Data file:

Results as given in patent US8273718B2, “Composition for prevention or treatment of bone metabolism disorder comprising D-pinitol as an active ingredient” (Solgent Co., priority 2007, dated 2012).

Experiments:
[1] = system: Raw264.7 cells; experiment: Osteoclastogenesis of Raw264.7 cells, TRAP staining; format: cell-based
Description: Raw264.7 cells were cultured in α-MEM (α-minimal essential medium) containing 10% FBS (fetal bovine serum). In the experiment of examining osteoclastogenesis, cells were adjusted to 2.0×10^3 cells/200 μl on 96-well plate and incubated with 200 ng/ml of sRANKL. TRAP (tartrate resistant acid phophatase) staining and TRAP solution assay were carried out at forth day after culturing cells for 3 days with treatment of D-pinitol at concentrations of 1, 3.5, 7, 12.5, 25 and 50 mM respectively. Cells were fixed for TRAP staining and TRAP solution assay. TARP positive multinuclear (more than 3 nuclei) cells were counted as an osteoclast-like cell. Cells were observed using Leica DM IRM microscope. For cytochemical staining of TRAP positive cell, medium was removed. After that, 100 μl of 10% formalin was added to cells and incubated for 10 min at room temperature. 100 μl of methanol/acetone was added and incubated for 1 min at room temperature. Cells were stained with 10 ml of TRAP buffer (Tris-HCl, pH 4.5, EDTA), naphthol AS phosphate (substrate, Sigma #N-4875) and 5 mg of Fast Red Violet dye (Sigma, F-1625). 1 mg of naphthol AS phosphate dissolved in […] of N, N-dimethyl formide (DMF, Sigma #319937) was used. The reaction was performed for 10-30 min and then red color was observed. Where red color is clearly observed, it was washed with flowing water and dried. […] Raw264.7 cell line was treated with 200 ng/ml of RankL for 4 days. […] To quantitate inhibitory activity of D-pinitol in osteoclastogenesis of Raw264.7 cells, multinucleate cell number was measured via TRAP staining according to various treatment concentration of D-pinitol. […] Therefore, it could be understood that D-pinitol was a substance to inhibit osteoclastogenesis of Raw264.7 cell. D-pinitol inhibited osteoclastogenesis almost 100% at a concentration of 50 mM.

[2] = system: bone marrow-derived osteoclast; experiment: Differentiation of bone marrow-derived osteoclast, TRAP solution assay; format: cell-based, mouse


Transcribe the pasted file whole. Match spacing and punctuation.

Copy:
Results as given in patent US8273718B2, “Composition for prevention or treatment of bone metabolism disorder comprising D-pinitol as an active ingredient” (Solgent Co., priority 2007, dated 2012).

Experiments:
[1] = system: Raw264.7 cells; experiment: Osteoclastogenesis of Raw264.7 cells, TRAP staining; format: cell-based
Description: Raw264.7 cells were cultured in α-MEM (α-minimal essential medium) containing 10% FBS (fetal bovine serum). In the experiment of examining osteoclastogenesis, cells were adjusted to 2.0×10^3 cells/200 μl on 96-well plate and incubated with 200 ng/ml of sRANKL. TRAP (tartrate resistant acid phophatase) staining and TRAP solution assay were carried out at forth day after culturing cells for 3 days with treatment of D-pinitol at concentrations of 1, 3.5, 7, 12.5, 25 and 50 mM respectively. Cells were fixed for TRAP staining and TRAP solution assay. TARP positive multinuclear (more than 3 nuclei) cells were counted as an osteoclast-like cell. Cells were observed using Leica DM IRM microscope. For cytochemical staining of TRAP positive cell, medium was removed. After that, 100 μl of 10% formalin was added to cells and incubated for 10 min at room temperature. 100 μl of methanol/acetone was added and incubated for 1 min at room temperature. Cells were stained with 10 ml of TRAP buffer (Tris-HCl, pH 4.5, EDTA), naphthol AS phosphate (substrate, Sigma #N-4875) and 5 mg of Fast Red Violet dye (Sigma, F-1625). 1 mg of naphthol AS phosphate dissolved in […] of N, N-dimethyl formide (DMF, Sigma #319937) was used. The reaction was performed for 10-30 min and then red color was observed. Where red color is clearly observed, it was washed with flowing water and dried. […] Raw264.7 cell line was treated with 200 ng/ml of RankL for 4 days. […] To quantitate inhibitory activity of D-pinitol in osteoclastogenesis of Raw264.7 cells, multinucleate cell number was measured via TRAP staining according to various treatment concentration of D-pinitol. […] Therefore, it could be understood that D-pinitol was a substance to inhibit osteoclastogenesis of Raw264.7 cell. D-pinitol inhibited osteoclastogenesis almost 100% at a concentration of 50 mM.

[2] = system: bone marrow-derived osteoclast; experiment: Differentiation of bone marrow-derived osteoclast, TRAP solution assay; format: cell-based, mouse